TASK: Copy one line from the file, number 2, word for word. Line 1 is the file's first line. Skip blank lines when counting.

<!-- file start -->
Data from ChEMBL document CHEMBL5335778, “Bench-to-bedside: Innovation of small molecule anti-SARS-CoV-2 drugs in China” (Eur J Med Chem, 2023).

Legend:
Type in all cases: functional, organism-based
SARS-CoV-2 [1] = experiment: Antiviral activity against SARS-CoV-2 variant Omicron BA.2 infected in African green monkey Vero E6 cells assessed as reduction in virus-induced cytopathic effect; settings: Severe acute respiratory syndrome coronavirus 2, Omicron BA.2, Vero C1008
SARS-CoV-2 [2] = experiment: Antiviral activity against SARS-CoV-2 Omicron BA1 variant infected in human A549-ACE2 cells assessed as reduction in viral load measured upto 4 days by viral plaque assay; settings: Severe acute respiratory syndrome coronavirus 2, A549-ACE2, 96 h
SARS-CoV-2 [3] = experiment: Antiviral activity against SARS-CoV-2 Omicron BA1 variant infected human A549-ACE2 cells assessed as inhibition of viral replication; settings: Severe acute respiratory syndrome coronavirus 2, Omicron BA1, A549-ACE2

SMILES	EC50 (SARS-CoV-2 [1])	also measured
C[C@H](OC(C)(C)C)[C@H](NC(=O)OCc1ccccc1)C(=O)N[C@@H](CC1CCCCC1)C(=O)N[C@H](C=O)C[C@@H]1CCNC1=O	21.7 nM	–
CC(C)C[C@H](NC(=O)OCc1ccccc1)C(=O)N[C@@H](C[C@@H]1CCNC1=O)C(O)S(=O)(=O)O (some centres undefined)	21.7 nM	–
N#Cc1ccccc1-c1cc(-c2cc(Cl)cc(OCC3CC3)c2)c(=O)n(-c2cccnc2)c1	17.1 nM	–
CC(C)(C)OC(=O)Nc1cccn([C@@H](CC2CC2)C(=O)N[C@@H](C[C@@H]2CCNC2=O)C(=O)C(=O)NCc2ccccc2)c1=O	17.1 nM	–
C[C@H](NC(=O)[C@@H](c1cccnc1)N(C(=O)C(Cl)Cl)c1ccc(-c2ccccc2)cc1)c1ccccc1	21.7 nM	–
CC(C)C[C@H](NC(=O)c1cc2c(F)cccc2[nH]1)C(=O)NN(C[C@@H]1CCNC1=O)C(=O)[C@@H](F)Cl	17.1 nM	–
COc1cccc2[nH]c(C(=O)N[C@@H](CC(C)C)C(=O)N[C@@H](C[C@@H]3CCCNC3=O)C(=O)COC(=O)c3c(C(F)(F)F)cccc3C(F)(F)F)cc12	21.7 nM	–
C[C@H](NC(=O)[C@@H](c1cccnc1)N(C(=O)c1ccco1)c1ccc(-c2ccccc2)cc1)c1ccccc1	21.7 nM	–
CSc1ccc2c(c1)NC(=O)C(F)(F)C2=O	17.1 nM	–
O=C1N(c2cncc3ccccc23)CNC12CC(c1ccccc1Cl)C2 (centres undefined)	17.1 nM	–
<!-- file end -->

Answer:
Legend: